The cost of stamps is generally $7 each. For those who wish to possess a more inclusive license (save for the federal duck stamp, according to Callihan), a super combination license is available for $68.
Anyone who was born on or after Sept. 2, 1971, is required to successfully complete a one-time, 10-hour Hunter Education Training Course before donning the orange vest and hat. The course does not prohibit purchase of a hunting license.
“You can still buy a license, but if you go out hunting, and you get caught, you can get cited for not having hunter education,” Callihan said.
The minimum age of certification is 9. Anyone wishing to hunt who is between the ages of 9 and 16 must complete this course or be accompanied by a licensed adult who has either completed the course or is exempt. Though those 17 and older must complete the course as well, according to Callihan, they can postpone the process for one year.
“In our law, once you turn 17, you’re considered an adult and you have to have that course, no questions asked,” he said. “But there is a one-year deferral that you can buy for $10.”
The referral does not exempt the hunter from the provision requiring accompaniment, no matter the hunter’s age.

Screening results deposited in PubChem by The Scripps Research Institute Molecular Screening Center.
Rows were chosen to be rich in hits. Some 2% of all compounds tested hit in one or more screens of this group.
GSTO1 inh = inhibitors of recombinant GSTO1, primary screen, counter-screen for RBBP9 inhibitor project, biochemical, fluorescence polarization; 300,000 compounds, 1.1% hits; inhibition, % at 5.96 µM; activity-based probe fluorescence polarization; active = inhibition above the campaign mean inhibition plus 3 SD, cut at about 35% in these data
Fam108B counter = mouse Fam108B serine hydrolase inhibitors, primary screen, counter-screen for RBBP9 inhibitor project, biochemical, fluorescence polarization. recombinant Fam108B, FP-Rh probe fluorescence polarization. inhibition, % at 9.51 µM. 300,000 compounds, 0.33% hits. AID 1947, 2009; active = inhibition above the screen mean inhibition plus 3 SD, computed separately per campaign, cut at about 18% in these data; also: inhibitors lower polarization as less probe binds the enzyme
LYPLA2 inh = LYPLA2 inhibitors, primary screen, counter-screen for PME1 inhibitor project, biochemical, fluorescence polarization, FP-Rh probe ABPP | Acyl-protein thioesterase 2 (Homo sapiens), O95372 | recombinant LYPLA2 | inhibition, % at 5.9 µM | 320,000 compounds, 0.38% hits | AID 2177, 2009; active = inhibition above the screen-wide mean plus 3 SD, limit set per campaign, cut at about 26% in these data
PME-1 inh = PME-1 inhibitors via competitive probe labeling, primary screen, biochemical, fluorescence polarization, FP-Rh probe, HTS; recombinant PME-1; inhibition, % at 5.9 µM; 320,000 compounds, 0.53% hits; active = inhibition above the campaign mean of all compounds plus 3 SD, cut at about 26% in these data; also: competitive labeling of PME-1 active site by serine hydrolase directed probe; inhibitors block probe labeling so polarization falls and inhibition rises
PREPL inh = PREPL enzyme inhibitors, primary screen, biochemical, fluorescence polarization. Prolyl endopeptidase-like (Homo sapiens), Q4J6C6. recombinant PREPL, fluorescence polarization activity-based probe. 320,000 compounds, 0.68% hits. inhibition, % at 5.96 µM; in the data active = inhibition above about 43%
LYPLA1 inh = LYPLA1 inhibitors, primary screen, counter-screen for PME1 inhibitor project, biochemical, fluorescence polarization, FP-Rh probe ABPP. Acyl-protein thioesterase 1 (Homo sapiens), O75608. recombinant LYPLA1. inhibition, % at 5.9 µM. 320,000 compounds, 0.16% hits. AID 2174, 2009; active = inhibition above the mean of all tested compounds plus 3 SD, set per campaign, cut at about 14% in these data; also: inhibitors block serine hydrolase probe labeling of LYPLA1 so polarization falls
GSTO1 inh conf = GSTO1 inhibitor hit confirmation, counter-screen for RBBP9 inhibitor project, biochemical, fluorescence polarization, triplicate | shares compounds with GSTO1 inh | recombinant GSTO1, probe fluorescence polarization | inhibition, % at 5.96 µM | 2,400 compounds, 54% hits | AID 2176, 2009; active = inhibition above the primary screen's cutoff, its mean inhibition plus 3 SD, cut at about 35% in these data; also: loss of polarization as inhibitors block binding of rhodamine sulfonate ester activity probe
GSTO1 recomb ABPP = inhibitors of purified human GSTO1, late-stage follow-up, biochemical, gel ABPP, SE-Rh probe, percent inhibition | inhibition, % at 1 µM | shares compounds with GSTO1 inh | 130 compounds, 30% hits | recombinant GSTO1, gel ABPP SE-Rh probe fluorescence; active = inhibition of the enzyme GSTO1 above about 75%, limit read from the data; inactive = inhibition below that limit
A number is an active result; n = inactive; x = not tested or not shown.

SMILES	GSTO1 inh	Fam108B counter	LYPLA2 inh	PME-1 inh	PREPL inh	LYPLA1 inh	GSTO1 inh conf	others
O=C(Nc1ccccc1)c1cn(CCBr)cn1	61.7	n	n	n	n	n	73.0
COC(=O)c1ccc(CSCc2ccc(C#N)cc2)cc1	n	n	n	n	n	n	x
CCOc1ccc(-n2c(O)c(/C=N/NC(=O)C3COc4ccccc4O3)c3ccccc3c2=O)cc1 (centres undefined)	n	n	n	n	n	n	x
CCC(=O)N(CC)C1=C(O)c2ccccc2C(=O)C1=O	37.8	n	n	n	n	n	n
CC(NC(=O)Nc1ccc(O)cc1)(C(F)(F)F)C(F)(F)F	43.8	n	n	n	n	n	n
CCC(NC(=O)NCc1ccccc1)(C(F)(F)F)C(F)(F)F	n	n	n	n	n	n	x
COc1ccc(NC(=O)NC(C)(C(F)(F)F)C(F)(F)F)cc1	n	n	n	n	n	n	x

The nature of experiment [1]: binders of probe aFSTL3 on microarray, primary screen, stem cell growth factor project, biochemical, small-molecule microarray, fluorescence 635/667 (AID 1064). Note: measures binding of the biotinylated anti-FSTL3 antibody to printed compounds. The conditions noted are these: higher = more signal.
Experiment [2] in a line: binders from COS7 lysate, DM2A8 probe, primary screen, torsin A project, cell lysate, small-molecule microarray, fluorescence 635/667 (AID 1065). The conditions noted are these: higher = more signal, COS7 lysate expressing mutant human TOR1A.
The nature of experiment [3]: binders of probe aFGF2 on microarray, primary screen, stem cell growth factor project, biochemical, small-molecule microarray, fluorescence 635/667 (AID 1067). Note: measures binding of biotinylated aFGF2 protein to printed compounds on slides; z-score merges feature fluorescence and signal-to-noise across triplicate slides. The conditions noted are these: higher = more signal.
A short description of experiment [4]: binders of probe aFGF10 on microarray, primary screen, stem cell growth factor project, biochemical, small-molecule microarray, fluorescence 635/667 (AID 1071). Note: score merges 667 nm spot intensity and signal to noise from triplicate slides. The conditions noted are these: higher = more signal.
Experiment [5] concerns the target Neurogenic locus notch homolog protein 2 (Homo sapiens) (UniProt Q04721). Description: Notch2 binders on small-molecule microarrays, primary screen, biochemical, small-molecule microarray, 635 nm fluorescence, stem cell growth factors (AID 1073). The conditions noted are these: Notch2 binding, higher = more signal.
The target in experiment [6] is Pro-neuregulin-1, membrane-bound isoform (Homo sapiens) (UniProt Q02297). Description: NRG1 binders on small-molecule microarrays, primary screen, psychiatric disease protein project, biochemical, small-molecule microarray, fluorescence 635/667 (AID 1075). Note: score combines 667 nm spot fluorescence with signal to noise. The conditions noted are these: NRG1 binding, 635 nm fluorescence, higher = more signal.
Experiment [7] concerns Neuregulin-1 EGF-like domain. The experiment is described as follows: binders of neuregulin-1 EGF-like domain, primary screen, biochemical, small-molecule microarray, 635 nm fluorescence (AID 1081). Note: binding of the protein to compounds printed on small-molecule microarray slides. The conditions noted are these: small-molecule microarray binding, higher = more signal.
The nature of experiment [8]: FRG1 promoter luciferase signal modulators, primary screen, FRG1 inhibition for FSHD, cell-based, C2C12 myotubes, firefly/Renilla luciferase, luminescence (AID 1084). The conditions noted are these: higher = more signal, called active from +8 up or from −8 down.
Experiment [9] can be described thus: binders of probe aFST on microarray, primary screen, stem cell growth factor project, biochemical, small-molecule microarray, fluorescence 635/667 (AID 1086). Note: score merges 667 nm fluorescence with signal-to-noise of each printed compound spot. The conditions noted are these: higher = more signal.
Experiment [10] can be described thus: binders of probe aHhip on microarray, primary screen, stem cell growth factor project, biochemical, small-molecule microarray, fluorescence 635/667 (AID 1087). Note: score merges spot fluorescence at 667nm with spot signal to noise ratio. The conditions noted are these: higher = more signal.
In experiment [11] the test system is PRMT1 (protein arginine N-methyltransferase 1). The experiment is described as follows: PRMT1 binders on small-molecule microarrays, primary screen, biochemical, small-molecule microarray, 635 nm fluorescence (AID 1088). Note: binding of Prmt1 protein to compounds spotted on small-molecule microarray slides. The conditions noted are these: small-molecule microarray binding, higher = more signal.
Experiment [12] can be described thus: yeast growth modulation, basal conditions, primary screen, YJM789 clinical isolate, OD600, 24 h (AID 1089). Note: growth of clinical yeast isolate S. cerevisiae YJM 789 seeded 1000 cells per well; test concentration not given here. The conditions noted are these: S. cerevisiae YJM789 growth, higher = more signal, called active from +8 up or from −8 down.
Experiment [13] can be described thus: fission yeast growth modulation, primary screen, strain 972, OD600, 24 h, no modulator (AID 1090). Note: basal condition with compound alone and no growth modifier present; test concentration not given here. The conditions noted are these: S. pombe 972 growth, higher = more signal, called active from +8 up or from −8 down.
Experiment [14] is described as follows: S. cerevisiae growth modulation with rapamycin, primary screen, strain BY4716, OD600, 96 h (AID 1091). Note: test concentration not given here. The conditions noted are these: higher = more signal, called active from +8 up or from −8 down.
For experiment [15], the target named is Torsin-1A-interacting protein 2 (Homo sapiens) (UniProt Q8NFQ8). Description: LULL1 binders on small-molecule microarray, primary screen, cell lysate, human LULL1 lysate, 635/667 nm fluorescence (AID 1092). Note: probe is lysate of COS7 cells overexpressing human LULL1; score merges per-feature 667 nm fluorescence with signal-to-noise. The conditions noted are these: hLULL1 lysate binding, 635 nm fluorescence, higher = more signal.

Whether hunting by oneself or with a group, proper safety precautions are always important. Essentially, a weapon is only as good as the person using it.
Despite what movies and television shows imply, picking up a bow and arrow or rifle for the first time and actually hitting the intended target from half a mile away is not likely. Familiarizing oneself with the weapon of choice (which is dependent on the season), the targets and the surroundings is essential.
Callihan said muzzle control is a big component in maintaining safety.
“[Know] where the gun’s pointing when you’re crossing fences, getting out of vehicles, getting up and down out of deer stands,” he said. “Always make sure of what you’re shooting at and what’s beyond. Not just in the area you’re shooting, but past that area. You never know when there’s a farmhouse or somebody else walking across the field or something.”